In Instagram new tools to ban suicide posts and self harm

In the UK and Europe Instagram has launched new technology to recognise self-harm and suicide content on its app 

Images and words can both be identified by new tools that break its rules on harmful posts.

With the help of these tools, these types of posts will be less visible in the app and in most cases it removes that all automatically.

The owner of Instagram “Facebook”, said it was an essential step but they wanted to do a lot more.

Human referral

On Facebook and Instagram, this technology already exists outside Europe.

 Recognition of posts as harmful by the algorithm can be touched on by the human moderators, who decide whether to take further action, including conducting the user to help organizations and informing emergency services.

By UK’s Press Association news agency that human referral was not currently part of the new tools in the UK and Europe, told by Instagram because of the General Data Protection Regulation (GDPR) linked to the data privacy considerations. 

Implementing a referral process would be its next step said by the social media firm.

Tara Hopkins, public policy director of Instagram said in Europe that ” At the moment in the EU, we can only use that mix of knowledgeable technology and human reviews if that type of post reports to us directly by a member of the community”.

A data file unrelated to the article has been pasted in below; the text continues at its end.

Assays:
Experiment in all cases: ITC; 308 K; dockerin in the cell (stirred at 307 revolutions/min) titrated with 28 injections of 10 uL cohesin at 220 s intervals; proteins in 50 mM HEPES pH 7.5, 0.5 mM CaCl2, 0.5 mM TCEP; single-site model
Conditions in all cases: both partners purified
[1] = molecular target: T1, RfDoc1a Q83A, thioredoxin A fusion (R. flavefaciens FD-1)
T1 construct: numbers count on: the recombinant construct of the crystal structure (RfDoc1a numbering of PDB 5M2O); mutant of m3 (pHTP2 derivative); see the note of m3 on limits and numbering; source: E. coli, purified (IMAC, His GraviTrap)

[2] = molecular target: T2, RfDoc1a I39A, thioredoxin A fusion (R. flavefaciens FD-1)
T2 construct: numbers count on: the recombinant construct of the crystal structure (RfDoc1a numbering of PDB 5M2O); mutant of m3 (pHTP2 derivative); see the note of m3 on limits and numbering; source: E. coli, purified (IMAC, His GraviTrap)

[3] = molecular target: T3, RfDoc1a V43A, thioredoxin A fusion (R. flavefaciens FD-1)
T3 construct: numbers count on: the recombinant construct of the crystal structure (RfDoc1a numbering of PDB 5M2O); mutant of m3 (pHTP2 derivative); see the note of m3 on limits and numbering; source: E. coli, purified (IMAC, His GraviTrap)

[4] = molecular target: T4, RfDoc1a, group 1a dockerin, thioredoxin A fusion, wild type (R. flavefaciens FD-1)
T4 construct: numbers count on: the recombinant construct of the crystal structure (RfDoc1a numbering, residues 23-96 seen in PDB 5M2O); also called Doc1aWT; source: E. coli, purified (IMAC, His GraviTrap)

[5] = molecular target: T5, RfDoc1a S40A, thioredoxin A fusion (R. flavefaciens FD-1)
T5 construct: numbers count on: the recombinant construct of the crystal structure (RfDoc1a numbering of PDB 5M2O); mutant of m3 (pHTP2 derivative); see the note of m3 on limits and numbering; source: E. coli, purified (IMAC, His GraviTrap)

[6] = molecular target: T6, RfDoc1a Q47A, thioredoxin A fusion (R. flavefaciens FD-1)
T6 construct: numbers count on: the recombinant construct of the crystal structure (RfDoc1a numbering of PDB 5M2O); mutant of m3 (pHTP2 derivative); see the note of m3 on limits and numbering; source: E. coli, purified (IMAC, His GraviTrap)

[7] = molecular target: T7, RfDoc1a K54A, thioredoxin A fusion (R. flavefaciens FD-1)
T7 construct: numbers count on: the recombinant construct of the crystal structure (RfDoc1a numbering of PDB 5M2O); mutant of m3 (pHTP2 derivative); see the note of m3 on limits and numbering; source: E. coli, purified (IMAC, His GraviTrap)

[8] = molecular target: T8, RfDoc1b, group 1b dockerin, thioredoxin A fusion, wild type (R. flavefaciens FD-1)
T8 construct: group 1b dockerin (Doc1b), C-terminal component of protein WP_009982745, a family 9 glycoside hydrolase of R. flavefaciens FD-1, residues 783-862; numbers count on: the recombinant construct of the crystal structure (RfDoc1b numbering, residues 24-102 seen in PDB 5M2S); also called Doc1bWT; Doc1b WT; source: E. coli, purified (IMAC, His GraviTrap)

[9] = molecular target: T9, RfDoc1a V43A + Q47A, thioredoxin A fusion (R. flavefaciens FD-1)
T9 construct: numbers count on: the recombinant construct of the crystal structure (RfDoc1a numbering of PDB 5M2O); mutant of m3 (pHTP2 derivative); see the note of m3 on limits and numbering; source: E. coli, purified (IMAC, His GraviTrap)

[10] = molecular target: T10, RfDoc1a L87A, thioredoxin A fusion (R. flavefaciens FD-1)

The director also said that due to a less number of cases a judgement would be made by a human reviewer on whether to send additional resources to a user, this could be monitored by regulators to be a “mental health assessment” and it receives greater protection under GDPR hence a part of special category data.

A lack of regulation over suicide and self-harm material put the Facebook and Instagram under fire in recent years.

Including Instagram, Facebook, YouTube, Twitter, Google and Pinterest, all social media companies, admitted to guidelines published by mental health charity Samaritans, in September, in an attempt to set industry standards on the issue.

Samaritans programme manager, Lydia Grace said that ” When we have observed many positive steps in the right direction in the last months, we know that there is more work to do in order to tackle harmful online content,”.

There is a need for rules to ensure technology platforms take quick action to protect from harmful content and they can take in use the tools at their disposal to do this, while ensuring endangered users can access concerned content when they need it.

Instagram also said that there also should a place where users could admit they have considered self-harm or suicide.

Ms Hopkins said and added this ” It will be okay to confess that and we want there to be a space on Instagram and Facebook for that confession”.